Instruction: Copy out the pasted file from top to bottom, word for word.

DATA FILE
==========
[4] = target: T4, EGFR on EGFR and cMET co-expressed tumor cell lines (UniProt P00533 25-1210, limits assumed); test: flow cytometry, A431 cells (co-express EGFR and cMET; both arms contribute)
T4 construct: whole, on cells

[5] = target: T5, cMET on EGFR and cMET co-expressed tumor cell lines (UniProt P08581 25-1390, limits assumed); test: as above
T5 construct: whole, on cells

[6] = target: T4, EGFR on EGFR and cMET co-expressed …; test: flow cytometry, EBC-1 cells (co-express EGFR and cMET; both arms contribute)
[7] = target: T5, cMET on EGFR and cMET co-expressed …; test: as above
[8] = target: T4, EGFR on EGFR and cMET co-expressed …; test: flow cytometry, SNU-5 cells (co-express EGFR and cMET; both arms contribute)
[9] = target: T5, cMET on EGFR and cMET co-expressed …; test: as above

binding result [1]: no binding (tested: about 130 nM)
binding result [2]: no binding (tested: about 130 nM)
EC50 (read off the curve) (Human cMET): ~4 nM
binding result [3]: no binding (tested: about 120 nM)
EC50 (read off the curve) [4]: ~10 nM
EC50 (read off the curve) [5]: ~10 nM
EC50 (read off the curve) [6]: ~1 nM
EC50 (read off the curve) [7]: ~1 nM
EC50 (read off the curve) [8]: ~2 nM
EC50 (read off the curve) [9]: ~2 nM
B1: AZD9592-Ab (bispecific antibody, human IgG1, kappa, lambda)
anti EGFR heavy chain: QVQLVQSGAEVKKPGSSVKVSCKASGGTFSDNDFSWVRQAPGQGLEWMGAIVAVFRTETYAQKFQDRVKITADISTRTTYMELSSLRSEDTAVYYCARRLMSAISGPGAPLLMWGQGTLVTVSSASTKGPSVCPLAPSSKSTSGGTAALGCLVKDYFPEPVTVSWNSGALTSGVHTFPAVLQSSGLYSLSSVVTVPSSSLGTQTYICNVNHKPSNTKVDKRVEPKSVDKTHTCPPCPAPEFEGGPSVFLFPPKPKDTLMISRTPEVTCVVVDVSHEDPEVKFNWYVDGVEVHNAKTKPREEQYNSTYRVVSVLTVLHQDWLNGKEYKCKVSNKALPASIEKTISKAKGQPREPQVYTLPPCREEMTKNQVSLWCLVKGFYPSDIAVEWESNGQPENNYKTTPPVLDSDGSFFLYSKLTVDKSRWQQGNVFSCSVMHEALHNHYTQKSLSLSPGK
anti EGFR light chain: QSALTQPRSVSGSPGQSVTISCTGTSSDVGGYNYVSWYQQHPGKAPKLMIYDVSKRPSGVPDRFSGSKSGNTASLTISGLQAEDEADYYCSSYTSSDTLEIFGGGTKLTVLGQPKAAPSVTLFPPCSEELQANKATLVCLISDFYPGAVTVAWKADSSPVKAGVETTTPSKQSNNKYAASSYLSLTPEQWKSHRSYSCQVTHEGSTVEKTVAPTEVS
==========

[4] = target: T4, EGFR on EGFR and cMET co-expressed tumor cell lines (UniProt P00533 25-1210, limits assumed); test: flow cytometry, A431 cells (co-express EGFR and cMET; both arms contribute)
T4 construct: whole, on cells

[5] = target: T5, cMET on EGFR and cMET co-expressed tumor cell lines (UniProt P08581 25-1390, limits assumed); test: as above
T5 construct: whole, on cells

[6] = target: T4, EGFR on EGFR and cMET co-expressed …; test: flow cytometry, EBC-1 cells (co-express EGFR and cMET; both arms contribute)
[7] = target: T5, cMET on EGFR and cMET co-expressed …; test: as above
[8] = target: T4, EGFR on EGFR and cMET co-expressed …; test: flow cytometry, SNU-5 cells (co-express EGFR and cMET; both arms contribute)
[9] = target: T5, cMET on EGFR and cMET co-expressed …; test: as above

binding result [1]: no binding (tested: about 130 nM)
binding result [2]: no binding (tested: about 130 nM)
EC50 (read off the curve) (Human cMET): ~4 nM
binding result [3]: no binding (tested: about 120 nM)
EC50 (read off the curve) [4]: ~10 nM
EC50 (read off the curve) [5]: ~10 nM
EC50 (read off the curve) [6]: ~1 nM
EC50 (read off the curve) [7]: ~1 nM
EC50 (read off the curve) [8]: ~2 nM
EC50 (read off the curve) [9]: ~2 nM
B1: AZD9592-Ab (bispecific antibody, human IgG1, kappa, lambda)
anti EGFR heavy chain: QVQLVQSGAEVKKPGSSVKVSCKASGGTFSDNDFSWVRQAPGQGLEWMGAIVAVFRTETYAQKFQDRVKITADISTRTTYMELSSLRSEDTAVYYCARRLMSAISGPGAPLLMWGQGTLVTVSSASTKGPSVCPLAPSSKSTSGGTAALGCLVKDYFPEPVTVSWNSGALTSGVHTFPAVLQSSGLYSLSSVVTVPSSSLGTQTYICNVNHKPSNTKVDKRVEPKSVDKTHTCPPCPAPEFEGGPSVFLFPPKPKDTLMISRTPEVTCVVVDVSHEDPEVKFNWYVDGVEVHNAKTKPREEQYNSTYRVVSVLTVLHQDWLNGKEYKCKVSNKALPASIEKTISKAKGQPREPQVYTLPPCREEMTKNQVSLWCLVKGFYPSDIAVEWESNGQPENNYKTTPPVLDSDGSFFLYSKLTVDKSRWQQGNVFSCSVMHEALHNHYTQKSLSLSPGK
anti EGFR light chain: QSALTQPRSVSGSPGQSVTISCTGTSSDVGGYNYVSWYQQHPGKAPKLMIYDVSKRPSGVPDRFSGSKSGNTASLTISGLQAEDEADYYCSSYTSSDTLEIFGGGTKLTVLGQPKAAPSVTLFPPCSEELQANKATLVCLISDFYPGAVTVAWKADSSPVKAGVETTTPSKQSNNKYAASSYLSLTPEQWKSHRSYSCQVTHEGSTVEKTVAPTEVS